fooler
Dec. 6, 2011, 05:00 PM
flutie1For some of you statistical types - how many American horses that were bred to be eventers/jumpers are competing currently at the 3 and 4 Star levels? This question obviously doesn't include OTTBs.

My observation:
Back in the dark ages I trained/boarded with folks who were breeding event (sport) horses of the Cormac line. One homebred was long-listed (really and truely long-listed) another competed to 2* level with several young riders. Other homebreds competed to up to Advance level with student/owners. The problem is finding someone willing to buy a well-bred horse under 3 to train themselves or willing to shell out the money for a 4+ yo with solid under saddle training from someone they know. Many prefer to buy from another trainer/barn or area or country. I watched it time and time again at that barn and at other barns with breeding programs.

I would be interested to hear what sort of history Denny and Bruce have had with their breeding programs over the years.

RacetrackReject
Dec. 6, 2011, 05:10 PM
Comparing the COTH and EN articles, even though I preferred the COTH piece, I have to applaud John for bringing the jealousy issue right out in the open. Who can realistically deny that it is a reality? Yikes, not long ago, Nina got totally flamed for having the family means to purchase some nice horses to learn on.

How many eventers are there total in the US? How many eventers post jealous rants about MLM on the internet? I'm guessing the answer to that second question is fairly low compared to the answer to the first question. So, why risk the possibility of alienating your "customers" when really you are only speaking of a small percentage of the population you just painted with a rather broad brush?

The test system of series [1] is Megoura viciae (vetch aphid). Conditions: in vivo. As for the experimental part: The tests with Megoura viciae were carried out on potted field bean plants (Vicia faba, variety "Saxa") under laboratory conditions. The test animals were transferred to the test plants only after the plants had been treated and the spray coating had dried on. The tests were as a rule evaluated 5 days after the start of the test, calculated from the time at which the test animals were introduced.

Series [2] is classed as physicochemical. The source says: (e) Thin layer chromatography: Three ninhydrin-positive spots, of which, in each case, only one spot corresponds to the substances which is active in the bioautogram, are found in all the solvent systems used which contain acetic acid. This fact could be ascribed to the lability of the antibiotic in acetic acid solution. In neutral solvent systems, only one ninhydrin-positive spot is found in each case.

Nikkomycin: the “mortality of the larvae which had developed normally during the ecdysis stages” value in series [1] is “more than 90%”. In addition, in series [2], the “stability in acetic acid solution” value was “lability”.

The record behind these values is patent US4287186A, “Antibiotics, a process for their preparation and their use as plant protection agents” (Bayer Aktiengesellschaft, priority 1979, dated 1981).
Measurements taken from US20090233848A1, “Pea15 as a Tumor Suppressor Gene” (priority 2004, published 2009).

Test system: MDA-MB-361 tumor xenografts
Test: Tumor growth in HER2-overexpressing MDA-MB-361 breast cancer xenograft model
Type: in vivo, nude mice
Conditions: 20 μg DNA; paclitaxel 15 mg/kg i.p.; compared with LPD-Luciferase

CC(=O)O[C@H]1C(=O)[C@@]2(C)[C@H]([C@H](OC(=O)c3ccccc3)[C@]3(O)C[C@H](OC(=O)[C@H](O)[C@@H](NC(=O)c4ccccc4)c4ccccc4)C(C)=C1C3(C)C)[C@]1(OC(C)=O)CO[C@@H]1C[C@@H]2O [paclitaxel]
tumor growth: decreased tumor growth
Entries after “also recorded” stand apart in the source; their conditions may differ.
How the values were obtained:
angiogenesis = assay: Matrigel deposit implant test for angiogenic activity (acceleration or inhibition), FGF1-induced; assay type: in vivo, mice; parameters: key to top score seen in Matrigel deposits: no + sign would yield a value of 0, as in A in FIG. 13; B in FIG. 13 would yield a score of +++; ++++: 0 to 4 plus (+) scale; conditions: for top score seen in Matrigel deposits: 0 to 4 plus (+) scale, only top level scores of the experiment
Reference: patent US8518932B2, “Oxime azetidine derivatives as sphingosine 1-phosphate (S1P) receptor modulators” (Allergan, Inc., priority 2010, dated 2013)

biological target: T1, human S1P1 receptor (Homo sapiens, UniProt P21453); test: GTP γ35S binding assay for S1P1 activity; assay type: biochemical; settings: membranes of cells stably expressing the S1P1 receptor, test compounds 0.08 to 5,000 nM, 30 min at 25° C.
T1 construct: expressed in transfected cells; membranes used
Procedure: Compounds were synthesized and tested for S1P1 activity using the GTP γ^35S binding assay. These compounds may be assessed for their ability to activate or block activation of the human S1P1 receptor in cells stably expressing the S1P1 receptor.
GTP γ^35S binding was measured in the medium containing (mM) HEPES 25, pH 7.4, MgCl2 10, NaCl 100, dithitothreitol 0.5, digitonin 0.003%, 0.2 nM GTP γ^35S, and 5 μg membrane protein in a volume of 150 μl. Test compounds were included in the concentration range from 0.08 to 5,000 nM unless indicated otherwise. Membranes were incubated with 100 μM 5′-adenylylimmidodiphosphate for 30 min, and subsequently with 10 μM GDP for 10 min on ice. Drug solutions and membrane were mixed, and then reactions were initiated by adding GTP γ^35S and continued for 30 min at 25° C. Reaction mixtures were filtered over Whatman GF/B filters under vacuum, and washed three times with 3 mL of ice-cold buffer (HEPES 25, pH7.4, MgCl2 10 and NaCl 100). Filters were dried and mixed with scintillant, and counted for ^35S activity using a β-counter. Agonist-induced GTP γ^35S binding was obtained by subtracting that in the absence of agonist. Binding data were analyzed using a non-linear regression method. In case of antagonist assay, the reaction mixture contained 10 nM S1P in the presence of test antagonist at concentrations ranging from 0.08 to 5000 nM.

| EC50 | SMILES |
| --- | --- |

J3D1
Dec. 6, 2011, 05:13 PM
I thought Molly wrote a great article and frankly I preferred it to mine but I certainly don't regret raising the issues of jealousy and the state of US breeding. This story is interesting in that the response to the purchase is in my opinion just as significant as the purchase itself. Negative public responses to stories like this reach out to impact not only the riders and their families but also the owners and efforts to syndicate the horses and ultimately the direction of US high performace eventing. As with any issue, there are many good and many bad reasons to either support or dislike the news.

There's an opportunity here to look at whether or not it is right for a rider to buy an expensive horse from Europe and what that says about the US breeding program. As I replied to JER privately, "the United States' appalling breeding program" was way too broad of a statement and certainly a poor choice of words. There are clearly many fabulous breeders in the US, including JER, who we have featured on EN. However, such a large number of high profile European purchases by US riders suggests what most of us already know--that Europe is ahead of the US in terms of overall top to bottom breeding of high performance event horses. To say that suggesting jealousy is a component of the negative reaction insults anyone who reads the post just doesn't make sense.

fooler
Dec. 6, 2011, 05:13 PM
To the best of my knowledge, the Little family have handled themselves well for multiple decades in the horse world.